Archives For Causes

Throughout our fostering experience, Elizabeth and I have taken some time to try to answer questions we hear, share the emotions (good and bad) that we feel, and raise awareness for the importance of fostering.

No matter how we describe fostering, words fall short.

One of the necessary parts of fostering is that the children are protected throughout the process as much as possible, so pictures are fairly limited.

There goes the “a picture is a thousand words” platitude.

About a month ago, a video was released, though, that communicates the journey and feelings that a foster child might feel throughout the process of being removed from their home, and placed in care.

It crushed me, in a good way.

It is by a producer who goes by the name “Heschle“, and he produced this video to increase awareness for the needs of foster children, and quality foster homes.

Will this answer all your questions and make everything make sense?

Nope.  But it is worth the 15 minutes of your time.

Have you ever thought about how a child feels when they are ReMoved?



I’m pretty sure when I wrote that title the only thing going through my mind was “Wow, that’s a lot of do’s in a title”.  Then again, I couldn’t think of a less wordy way of saying it, so there’s that.

I went to a conference in Dallas last week, and spent some time hanging out with my best friend from college and with some leadership from my technology team as well.  Like many worship pastors, I wanted to get away, to refresh and reframe my outlook as well as do some long-term planning.  It was a good time of self-reflection that brought up some interesting questions for me to ponder…as Jerod’s wife, Jennifer can attest to, if you put the two of us together (Jerod and I), it makes for laughter, long nights, and deep discussions that challenge both of us.  There was one question that kept coming to me, whether it was in a discussion about my personal life, fostering, my marriage, or my ministry:

Why do you do what you do?

Why do I do what I do?  It made me think and evaluate all angles of that question?  Does my philosophy in worship ministry happen because it is what God has placed inside of me, and empowered me to do, or because it is popular, easy, or perhaps unpopular or difficult?  Do I function in marriage the way I do out of my own selfish ambition or desires or out of a desire to grow closer to my wife and to grow together in our faith?  Is parenting an extension of the love God has placed within me, or a necessary evil based on our own life choices?  And then fostering as an addition to all of that…is it done because we feel called to do it, or because we feel like we have started something and have to accomplish our “goal” of adopting as well?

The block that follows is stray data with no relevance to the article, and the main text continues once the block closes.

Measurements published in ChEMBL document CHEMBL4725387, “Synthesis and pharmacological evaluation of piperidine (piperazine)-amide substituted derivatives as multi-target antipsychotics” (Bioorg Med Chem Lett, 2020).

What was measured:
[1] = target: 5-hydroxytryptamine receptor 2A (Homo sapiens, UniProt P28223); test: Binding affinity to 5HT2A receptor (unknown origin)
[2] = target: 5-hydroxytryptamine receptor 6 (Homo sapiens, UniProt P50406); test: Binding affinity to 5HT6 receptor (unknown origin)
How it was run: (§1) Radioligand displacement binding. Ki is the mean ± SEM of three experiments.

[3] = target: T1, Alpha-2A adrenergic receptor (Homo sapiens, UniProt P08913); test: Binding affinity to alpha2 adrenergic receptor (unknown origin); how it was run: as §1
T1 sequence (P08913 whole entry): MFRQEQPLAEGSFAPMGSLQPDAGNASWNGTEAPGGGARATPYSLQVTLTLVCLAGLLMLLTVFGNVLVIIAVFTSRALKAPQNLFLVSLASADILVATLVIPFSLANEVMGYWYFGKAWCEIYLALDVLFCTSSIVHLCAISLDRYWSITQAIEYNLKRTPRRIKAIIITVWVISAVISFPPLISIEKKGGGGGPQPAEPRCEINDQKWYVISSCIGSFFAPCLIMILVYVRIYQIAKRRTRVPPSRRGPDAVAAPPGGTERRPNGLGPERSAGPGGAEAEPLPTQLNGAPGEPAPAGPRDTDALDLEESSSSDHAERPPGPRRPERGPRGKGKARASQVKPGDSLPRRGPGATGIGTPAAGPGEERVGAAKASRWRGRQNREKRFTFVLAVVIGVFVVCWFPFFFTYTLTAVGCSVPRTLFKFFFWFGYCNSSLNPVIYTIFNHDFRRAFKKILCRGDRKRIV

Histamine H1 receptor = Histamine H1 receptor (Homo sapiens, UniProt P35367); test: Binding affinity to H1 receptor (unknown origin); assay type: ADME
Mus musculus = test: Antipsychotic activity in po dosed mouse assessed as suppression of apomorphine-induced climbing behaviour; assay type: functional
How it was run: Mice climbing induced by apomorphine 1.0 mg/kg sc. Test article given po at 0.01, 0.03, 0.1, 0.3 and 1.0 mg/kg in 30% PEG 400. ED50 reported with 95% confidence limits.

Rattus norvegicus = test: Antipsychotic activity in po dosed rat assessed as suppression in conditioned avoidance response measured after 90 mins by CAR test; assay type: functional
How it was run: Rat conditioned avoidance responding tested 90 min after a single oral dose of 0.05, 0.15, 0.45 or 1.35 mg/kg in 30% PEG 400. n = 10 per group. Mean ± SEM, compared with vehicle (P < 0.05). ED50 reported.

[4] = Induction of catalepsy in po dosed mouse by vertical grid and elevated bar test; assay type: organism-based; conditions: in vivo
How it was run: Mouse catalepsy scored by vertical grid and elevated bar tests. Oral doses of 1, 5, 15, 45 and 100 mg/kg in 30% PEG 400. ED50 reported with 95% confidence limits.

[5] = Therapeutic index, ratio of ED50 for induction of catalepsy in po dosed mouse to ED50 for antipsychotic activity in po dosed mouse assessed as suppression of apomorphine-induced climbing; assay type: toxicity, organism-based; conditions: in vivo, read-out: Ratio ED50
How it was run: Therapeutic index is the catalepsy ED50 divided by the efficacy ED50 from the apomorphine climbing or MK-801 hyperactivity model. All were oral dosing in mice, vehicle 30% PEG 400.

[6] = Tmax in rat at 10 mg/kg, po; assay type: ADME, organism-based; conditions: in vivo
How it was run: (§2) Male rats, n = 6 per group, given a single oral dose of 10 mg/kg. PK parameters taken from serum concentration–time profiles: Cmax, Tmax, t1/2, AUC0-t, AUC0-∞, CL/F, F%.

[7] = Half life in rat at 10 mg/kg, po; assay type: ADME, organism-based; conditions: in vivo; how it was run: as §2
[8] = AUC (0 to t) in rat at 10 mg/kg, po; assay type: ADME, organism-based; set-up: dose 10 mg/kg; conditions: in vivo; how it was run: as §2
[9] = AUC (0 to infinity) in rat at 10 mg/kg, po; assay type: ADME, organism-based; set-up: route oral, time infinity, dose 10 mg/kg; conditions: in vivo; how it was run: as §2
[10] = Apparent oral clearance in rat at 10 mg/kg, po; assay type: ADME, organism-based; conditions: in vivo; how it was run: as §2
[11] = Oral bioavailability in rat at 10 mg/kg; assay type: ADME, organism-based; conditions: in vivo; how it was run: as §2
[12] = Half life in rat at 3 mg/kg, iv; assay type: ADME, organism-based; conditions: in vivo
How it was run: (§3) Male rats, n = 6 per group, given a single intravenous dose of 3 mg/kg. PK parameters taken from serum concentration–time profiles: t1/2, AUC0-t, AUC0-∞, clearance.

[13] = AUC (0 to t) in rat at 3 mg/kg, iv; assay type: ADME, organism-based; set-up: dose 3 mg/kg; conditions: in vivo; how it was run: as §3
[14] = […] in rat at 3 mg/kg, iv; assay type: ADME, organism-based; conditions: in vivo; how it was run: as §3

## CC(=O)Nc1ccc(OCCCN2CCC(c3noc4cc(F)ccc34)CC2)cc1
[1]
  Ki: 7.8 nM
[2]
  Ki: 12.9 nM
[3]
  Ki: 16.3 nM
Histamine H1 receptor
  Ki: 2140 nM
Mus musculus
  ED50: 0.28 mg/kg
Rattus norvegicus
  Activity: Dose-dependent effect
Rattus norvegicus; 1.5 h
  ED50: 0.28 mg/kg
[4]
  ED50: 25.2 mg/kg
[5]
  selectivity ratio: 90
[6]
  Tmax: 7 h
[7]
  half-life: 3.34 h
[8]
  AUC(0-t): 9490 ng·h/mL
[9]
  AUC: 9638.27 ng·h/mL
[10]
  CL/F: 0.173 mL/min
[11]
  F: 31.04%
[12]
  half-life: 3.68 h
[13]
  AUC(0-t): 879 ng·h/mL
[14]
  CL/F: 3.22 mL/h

All of these thoughts (good and bad) were rattling in my mind as we went to an evening session on Tuesday night.  One of the groups that was leading worship that night was All Sons and Daughters with One Sonic Society.  Being familiar with their work, and loving the raw, authenticity with which they write, I was looking forward to hearing and singing with them again.  A few songs into their time, I realized one of their songs quietly answered the questions I had wrestled with during the week.

The song is called “You Have Called Me Higher”.  Powerfully simple, the song describes the heartbeat of the reason to go the extra mile, the calling to continue to learn, to not count anyone out.  Here’s a few tidbits of what it means in my life, and why I do what I do.

I could just sit
I could just sit and wait for all Your goodness
Hope to feel Your presence
And I could just stay
I could just stay right where I am

and hope to feel You
Hope to feel something again

Have you ever been there?  When you feel like you are playing the waiting game, wishing and hoping and praying that something will change while you think you are completely sinking in the quicksand?  I have, and am, and will be in the future.  My wife would probably tell you that our bed is made of quicksand, because I don’t want to get out of it in the morning, and she would be right.  Yet, simply waiting without any action, or hoping without any momentum will leaving you right where you are.  The greatest times of repentance, of redemption, and of growth in my life have been the times I stepped out knowing God desired my faith and obedience.

And I could hold on
I could hold on to who I am and never let You
Change me from the inside
And I could be safe
I could be safe here in Your arms

and never leave home
Never let these walls down

If the people around me truly knew how much this paragraph embodied the feelings of failure, insecurity, and defeat I battle with, and my desire to just shut down, they would probably throw me out with the bath water.  Actually, I’m pretty sure my closest friends do, and they love me in spite of it.  It’s amazing to me how natural it is for me to think if I just close everything else out, things will be better.  But that inner voice of love (shout out to my Nouwen friends) keeps reminding me to share my insecurities with Him, to let go of the shackles, to break down the walls.  And the chorus to this song explains exactly why.

You have called me higher
You have called me deeper
And I’ll go where You lead me Lord
Where You lead me
Where You lead me Lord